stands for "Common Era." The only difference is the initials; the numbers remain the same. stands for “after death.” This is only half correct. the date because the phrase it stands for also comes before the date (e.g., "in the Year of Our Lord 735 Bede passed from this earth"). An alternate method of notation has recently been developed: C. However, you will often see it following the date in more recent references. Most historians now place Herod's death as during 4 BCE.So, unless one is a lion, a Buddhist, or student of ancient Roman civilization, the basis for 1 CE and 1 BCE remains an arbitrary selection.Many have a knee-jerk reaction to the term and feel it is late 20th /early 21st century political correctness run amok, when in fact it is nothing of the sort. Why the terminology changed from Latin to English is a matter of speculation. Geb.", an abbreviation of "vor Christi Geburt" (before Christ's birth).Perhaps because the Latin ante Christum natum is longer. In non-English speaking countries, they tended to use the local language: in French, "avant J. As with most things these days there is also a politically correct version of AD and BC.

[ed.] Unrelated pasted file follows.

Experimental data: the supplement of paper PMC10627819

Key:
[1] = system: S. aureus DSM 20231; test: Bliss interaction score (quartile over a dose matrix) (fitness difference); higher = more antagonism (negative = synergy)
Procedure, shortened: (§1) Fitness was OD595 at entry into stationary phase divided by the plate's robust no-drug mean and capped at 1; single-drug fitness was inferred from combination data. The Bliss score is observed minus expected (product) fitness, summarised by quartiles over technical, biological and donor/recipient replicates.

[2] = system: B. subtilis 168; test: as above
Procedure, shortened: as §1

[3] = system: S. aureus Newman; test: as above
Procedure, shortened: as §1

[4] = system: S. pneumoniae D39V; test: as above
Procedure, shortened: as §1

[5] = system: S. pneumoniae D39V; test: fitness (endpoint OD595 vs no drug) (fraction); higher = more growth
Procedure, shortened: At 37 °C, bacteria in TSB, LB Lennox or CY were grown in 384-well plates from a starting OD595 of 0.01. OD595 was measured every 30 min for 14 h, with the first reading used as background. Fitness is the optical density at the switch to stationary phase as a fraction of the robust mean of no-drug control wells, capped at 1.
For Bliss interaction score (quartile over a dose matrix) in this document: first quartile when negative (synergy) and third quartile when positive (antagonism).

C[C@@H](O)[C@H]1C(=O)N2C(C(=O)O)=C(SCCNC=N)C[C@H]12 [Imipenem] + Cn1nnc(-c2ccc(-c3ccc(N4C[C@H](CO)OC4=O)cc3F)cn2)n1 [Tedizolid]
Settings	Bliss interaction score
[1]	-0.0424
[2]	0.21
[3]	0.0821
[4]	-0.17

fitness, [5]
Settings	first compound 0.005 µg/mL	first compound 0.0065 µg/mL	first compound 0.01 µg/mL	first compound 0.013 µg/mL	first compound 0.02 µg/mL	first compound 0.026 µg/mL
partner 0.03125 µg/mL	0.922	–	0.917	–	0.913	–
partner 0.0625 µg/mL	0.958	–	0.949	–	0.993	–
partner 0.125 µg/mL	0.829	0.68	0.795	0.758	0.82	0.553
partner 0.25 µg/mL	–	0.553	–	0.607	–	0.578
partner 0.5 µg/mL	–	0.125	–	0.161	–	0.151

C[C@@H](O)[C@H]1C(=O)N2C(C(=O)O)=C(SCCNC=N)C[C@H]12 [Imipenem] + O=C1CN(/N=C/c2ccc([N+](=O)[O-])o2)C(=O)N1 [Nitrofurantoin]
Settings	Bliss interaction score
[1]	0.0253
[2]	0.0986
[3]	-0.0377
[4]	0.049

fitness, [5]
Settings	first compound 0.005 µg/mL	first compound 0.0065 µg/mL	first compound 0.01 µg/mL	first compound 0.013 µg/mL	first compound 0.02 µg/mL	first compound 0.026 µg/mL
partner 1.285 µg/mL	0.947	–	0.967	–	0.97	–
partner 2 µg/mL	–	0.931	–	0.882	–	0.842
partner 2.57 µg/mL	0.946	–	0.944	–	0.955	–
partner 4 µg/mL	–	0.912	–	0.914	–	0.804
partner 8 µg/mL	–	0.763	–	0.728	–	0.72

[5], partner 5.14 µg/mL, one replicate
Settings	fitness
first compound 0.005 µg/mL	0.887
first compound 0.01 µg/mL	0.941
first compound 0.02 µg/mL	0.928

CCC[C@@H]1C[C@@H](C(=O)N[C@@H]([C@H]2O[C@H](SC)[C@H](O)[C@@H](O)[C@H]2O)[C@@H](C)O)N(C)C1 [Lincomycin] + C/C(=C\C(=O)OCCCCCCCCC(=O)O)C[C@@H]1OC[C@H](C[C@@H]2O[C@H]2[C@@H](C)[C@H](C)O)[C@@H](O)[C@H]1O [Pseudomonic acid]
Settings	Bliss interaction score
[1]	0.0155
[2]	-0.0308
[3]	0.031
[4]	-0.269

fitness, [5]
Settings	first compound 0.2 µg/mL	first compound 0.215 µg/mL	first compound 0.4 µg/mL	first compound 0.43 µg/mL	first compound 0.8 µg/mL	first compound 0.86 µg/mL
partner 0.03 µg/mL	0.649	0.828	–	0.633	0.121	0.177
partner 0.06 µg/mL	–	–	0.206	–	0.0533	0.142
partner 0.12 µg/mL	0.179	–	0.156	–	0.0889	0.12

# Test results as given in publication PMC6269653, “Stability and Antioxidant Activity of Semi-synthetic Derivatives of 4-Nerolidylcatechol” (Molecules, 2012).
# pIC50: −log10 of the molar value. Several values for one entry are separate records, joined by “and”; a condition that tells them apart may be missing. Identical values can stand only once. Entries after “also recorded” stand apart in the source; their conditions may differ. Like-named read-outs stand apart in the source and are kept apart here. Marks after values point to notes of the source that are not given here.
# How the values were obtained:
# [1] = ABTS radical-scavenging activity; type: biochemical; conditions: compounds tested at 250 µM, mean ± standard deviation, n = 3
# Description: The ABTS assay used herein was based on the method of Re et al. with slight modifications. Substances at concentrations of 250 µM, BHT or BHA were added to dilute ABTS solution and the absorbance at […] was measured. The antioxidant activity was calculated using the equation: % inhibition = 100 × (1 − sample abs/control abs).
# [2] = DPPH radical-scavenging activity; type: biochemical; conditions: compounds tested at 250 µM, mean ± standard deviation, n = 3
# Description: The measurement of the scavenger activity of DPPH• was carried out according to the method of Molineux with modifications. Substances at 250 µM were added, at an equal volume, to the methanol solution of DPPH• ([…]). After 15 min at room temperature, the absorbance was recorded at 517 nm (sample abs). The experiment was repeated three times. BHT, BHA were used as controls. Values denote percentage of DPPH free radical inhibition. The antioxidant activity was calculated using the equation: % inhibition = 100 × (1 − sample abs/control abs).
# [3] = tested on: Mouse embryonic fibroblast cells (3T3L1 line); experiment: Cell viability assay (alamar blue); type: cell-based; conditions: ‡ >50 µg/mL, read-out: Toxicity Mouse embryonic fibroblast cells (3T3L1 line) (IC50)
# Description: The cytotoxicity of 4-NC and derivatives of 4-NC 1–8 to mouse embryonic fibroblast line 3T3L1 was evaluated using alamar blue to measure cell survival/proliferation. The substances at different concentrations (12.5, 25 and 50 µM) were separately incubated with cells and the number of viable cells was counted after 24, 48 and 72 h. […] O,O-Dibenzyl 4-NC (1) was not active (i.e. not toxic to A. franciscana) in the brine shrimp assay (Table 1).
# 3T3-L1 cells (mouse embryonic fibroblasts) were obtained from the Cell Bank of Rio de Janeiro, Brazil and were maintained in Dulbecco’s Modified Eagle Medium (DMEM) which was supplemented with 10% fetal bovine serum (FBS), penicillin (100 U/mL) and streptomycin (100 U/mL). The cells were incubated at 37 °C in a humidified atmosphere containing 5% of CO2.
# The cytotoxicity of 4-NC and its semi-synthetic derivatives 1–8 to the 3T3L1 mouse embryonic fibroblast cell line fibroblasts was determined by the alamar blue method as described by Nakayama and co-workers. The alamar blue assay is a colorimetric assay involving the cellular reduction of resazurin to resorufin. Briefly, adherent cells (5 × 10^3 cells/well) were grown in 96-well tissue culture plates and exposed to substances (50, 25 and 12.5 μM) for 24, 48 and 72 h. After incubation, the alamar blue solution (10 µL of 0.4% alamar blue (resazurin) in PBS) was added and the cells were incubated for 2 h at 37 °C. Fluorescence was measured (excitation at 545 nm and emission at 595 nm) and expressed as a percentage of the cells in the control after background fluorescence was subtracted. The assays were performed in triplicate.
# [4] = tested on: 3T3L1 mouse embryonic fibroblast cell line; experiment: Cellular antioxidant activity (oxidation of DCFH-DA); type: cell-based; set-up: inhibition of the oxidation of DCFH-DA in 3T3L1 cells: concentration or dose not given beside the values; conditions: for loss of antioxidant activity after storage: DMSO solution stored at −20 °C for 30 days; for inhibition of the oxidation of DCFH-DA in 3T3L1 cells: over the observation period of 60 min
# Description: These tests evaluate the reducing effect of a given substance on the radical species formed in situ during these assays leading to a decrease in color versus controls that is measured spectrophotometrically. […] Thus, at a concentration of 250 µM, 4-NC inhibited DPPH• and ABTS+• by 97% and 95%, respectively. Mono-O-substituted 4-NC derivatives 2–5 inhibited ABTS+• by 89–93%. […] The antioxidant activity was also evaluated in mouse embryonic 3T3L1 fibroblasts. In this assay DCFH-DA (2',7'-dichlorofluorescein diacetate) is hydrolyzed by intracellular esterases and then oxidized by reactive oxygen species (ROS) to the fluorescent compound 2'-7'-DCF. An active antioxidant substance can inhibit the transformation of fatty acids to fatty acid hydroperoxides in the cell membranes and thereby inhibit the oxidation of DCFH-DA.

Almost all of the world's religious calendars are based on religion, astrology, or myth: The division between BC/BCE and AD/CE is not based on religious considerations.
As you can imagine, it would be impossible to get everyone in the world to add four years to their current calendar to make up for the inconsistencies in prior year's calendars.
So the current date remains the same and the references to the dates of events in history have for the most part been changed (e.g.
However, Josephus also mentioned that an eclipse occurred just before Herod's death.
The great early astronomer Kepler dated that eclipse to 4 BCE.